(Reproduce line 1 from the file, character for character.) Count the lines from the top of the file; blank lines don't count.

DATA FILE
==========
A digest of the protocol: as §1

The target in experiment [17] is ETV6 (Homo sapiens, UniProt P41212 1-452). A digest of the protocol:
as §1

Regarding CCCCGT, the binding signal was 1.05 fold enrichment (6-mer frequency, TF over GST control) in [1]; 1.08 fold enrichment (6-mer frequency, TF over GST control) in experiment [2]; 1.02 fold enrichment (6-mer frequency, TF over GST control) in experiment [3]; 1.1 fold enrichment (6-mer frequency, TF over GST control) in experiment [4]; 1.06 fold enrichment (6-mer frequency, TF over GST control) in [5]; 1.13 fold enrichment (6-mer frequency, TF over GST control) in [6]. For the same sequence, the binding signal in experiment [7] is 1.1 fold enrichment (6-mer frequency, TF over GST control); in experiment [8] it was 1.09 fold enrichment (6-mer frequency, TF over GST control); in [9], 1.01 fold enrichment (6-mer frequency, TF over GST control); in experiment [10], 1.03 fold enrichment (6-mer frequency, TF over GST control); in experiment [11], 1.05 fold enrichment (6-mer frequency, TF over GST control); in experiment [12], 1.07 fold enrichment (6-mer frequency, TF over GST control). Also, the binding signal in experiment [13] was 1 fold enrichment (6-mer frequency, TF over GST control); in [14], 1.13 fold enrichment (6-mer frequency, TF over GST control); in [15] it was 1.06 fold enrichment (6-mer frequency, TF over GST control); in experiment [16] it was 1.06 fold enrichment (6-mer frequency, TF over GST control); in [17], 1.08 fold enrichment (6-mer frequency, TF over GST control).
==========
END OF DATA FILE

A digest of the protocol: as §1